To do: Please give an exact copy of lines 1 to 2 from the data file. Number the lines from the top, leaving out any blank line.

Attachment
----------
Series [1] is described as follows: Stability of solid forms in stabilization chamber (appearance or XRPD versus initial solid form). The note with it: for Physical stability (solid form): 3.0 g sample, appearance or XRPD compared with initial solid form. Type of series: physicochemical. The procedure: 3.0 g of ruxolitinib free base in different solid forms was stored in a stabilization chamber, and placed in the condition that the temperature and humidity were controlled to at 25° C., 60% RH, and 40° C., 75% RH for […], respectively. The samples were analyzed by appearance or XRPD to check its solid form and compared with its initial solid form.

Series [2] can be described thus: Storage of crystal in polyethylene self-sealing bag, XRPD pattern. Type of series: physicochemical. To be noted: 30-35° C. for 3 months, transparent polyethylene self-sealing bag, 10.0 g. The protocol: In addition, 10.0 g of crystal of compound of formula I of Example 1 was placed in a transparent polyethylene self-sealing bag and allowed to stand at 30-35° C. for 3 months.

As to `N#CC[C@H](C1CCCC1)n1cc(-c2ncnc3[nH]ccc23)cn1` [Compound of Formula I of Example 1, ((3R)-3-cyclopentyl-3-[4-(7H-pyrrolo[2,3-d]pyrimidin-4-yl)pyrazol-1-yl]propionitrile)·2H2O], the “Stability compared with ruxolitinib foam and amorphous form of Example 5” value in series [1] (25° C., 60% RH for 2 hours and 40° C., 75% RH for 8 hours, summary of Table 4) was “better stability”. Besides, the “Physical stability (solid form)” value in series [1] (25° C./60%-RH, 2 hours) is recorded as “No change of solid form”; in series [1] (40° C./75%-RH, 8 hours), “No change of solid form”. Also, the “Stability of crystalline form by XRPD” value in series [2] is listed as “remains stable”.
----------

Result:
Series [1] is described as follows: Stability of solid forms in stabilization chamber (appearance or XRPD versus initial solid form). The note with it: for Physical stability (solid form): 3.0 g sample, appearance or XRPD compared with initial solid form. Type of series: physicochemical. The procedure: 3.0 g of ruxolitinib free base in different solid forms was stored in a stabilization chamber, and placed in the condition that the temperature and humidity were controlled to at 25° C., 60% RH, and 40° C., 75% RH for […], respectively. The samples were analyzed by appearance or XRPD to check its solid form and compared with its initial solid form.

Series [2] can be described thus: Storage of crystal in polyethylene self-sealing bag, XRPD pattern. Type of series: physicochemical. To be noted: 30-35° C. for 3 months, transparent polyethylene self-sealing bag, 10.0 g. The protocol: In addition, 10.0 g of crystal of compound of formula I of Example 1 was placed in a transparent polyethylene self-sealing bag and allowed to stand at 30-35° C. for 3 months.